DESIGN AND DURABILITY:
The bottle itself is pretty sturdy and made from solid plastic, so not quite as convenient for cycling as a squeezy bottle, but that’s not what it was designed as so I guess you can’t hold that against it! A few weeks ago going over some pretty rocky cycle paths in New Brunswick the LifeStraw Go water bottle filter popped out of cage at fairly high speed and hit a rock on the side of the road. The bottle itself didn’t crack, but a small piece of plastic from the near the mouth piece broke away, I think it is made very solidly though and any other bottle would have probably sustained similar damage from the impact.
The bottle has a rubber seal around the top that doubles up as an attachment point for the included caribiner clip which is a very nice touch and would definitely come in handy for lashing to a pack when hiking or even clipping on to a pannier if you don’t have enough bottle cages on you bikes.
The mouth piece is a flip top with convenient thumb grip to get it open allowing you to use it one handed when on the go hiking or riding and has a soft silicone covering over the valve.
The straw itself is completely protected inside the water bottle, but if it were dropped when refilling the bottle I think it would survive pretty well as it’s constructed of hard plastic and feels solid so would take a fair bit of impact to cause it any damage.
There are only two major drawbacks with this bottle that I can see, the first is the volume of water it can carry, 650ml is not a whole lot really, but is still enough to keep you going for a short period. If LifeStraw came out with a larger volume version with a longer straw, like maybe 850ml that would be ideal for touring and hiking.
The second and most annoying drawback for this bottle is that it is not leak proof despite being advertised as such. The leak doesn’t occur from where the lid attaches to the bottle, rather from where the mouthpiece pivots to join the lid. It’s not a heavy leak where if you turned it upside down the water would flow out of the bottle rapidly, rather a slow leak where the water drips out gradually, but it is still enough of a problem that I don’t trust it in the tent at night or lying on it’s side for long periods. This problem occurs with both mine and Kelly’s bottle so I don’t believe it is simply a faulty bottle, I think it’s more of a design flaw…still not a major issue just a minor irritation.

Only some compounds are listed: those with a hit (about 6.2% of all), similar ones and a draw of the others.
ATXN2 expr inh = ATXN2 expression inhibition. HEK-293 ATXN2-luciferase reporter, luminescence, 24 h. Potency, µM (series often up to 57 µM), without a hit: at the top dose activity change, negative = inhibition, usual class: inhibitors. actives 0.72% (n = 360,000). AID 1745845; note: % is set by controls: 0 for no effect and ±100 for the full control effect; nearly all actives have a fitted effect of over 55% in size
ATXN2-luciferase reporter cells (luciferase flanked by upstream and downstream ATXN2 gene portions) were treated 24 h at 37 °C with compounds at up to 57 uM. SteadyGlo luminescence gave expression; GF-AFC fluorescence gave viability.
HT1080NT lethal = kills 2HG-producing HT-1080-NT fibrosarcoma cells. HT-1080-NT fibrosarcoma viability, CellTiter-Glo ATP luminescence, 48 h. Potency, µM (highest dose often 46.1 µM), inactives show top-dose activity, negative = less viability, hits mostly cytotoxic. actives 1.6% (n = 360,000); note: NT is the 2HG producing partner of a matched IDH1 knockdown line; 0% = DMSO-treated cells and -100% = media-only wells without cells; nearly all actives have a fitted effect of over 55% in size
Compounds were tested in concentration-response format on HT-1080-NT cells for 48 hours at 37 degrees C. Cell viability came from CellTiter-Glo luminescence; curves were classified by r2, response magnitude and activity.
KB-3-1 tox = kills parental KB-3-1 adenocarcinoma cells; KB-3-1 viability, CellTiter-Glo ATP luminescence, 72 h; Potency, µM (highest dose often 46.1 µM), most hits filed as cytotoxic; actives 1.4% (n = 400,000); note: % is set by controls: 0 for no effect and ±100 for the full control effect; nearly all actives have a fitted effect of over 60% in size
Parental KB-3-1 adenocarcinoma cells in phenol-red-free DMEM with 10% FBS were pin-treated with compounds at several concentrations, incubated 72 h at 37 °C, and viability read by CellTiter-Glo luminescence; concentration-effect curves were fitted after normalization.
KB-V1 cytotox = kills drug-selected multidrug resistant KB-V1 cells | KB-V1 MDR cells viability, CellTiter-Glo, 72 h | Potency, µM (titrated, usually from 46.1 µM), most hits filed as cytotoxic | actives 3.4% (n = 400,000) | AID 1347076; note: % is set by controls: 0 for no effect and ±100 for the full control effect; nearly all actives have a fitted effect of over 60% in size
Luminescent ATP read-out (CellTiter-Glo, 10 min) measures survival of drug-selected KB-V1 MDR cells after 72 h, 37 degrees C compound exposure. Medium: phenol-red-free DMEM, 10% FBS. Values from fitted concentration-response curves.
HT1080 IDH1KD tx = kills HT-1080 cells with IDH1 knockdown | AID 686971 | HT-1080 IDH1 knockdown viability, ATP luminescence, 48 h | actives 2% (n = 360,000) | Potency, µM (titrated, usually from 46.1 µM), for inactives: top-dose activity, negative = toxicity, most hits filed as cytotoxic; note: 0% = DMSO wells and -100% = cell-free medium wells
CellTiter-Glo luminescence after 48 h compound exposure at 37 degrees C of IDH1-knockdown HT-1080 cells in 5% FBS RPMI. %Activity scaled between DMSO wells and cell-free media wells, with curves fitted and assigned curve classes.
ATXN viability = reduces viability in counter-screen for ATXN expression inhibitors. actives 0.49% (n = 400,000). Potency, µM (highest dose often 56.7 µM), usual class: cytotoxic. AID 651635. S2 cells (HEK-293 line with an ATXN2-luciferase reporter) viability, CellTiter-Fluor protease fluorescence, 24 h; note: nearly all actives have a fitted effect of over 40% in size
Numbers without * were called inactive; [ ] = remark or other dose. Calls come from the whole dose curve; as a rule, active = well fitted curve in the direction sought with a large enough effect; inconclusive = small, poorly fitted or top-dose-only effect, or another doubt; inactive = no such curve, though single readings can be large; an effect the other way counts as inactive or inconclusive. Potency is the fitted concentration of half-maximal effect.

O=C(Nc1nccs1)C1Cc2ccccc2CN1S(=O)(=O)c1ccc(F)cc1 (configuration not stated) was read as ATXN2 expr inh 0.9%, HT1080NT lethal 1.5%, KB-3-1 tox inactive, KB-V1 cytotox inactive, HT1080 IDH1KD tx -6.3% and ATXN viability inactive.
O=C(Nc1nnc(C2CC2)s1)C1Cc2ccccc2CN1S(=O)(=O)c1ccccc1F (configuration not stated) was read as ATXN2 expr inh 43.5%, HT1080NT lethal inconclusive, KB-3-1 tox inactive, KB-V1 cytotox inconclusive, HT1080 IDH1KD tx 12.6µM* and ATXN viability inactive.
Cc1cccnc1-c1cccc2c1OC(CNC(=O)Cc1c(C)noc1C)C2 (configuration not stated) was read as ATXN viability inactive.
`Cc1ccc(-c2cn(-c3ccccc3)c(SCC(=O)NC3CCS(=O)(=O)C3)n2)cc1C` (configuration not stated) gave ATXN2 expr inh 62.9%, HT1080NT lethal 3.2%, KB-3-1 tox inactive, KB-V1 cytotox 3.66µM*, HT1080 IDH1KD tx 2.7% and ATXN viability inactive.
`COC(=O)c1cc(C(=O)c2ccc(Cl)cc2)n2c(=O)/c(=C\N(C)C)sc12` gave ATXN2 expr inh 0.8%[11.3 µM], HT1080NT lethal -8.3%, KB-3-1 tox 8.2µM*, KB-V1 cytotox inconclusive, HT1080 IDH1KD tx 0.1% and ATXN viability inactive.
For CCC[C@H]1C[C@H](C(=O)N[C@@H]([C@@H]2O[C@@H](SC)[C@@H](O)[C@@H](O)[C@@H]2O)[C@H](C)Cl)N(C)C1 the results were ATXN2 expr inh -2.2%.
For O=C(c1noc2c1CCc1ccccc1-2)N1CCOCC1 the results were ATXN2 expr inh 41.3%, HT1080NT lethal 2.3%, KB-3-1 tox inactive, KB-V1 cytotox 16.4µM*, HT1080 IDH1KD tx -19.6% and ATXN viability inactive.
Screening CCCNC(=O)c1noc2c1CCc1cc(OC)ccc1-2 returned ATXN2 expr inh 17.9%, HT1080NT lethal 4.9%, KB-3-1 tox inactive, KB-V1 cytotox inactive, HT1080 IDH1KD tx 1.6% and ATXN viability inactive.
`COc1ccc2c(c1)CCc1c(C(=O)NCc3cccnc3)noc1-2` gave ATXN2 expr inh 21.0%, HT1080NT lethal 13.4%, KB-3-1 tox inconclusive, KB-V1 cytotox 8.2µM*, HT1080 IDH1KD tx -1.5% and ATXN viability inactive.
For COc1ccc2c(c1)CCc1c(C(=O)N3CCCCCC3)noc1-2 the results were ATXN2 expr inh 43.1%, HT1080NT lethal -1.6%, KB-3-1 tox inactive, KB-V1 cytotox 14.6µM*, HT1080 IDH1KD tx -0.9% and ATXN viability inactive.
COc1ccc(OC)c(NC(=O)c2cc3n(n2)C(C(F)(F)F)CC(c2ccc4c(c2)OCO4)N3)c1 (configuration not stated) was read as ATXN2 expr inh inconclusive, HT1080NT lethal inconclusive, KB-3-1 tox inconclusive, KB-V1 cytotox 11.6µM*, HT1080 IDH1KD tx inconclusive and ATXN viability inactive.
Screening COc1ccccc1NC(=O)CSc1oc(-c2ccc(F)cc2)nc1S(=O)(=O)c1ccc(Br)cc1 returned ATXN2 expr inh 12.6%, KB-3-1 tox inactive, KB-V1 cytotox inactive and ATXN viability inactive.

I give the LifeStraw Go water bottle filter 4 out 5 due to leak issue, other wise this baby is a total life saver and an essential bit of kit for a world cycle tour!
This was one of those purchases where at the time we didn’t really think we needed it as we already had a filter, but since using it for the last 4 months cycling I cannot imagine living without it! It’s extremely convenient and totally reliable, as you won’t get caught out by batteries dying on you when you’re parched. Having the ability to filter ‘on the go’ is awesome and gives you a sense of security when cycle touring knowing that you can filter water in an instant and the fact that it happens to fit in my bottle cages is an added bonus!
I would definitely recommend the LifeStraw Go water bottle filter for cycle touring. (Amazon / Our Gear List)
Easily attaches to mid blade eyelets and lower fork eyelets
Doesn’t interfere with mechanical disc brakes
Low profile, Can’t be seen when panniers attached
Unstable, causes “wobble issues”
Cheap poor quality materials and substandard welds
Will break…multiple times
Aluminium is not easy to weld if (when in this case) breaks
No stability loop bar over the front wheel
I had made it all the way to Regina from Vancouver with far too much crap piled up high on the bikes’ front cargo rack which caused my front end to sway out of control if I wasn’t giving the handlebars the ‘grip of death’ constantly to keep it stable and I had finally had enough. I needed to re distribute the weight, a low rider rack and front panniers seemed like the best option.
In Regina I had the choice between an axiom lowrider and an EVO Low Rider fork mounted front rack and seeing as I had been told bad things about Axiom racks from a Warmshowers host I opted for the EVO Low Rider fork mounted front rack…oh what a horrible choice!
DESIGN AND FUNCTIONALITY:
The EVO Low Rider fork mounted front rack is a simple design attaching to the bikes mid blade eyelets and lower fork eyelets and has some slight room for adjusting to fit your bike with three possible different attachment points for the mid blade eyelets so you can have it angled to suit your needs.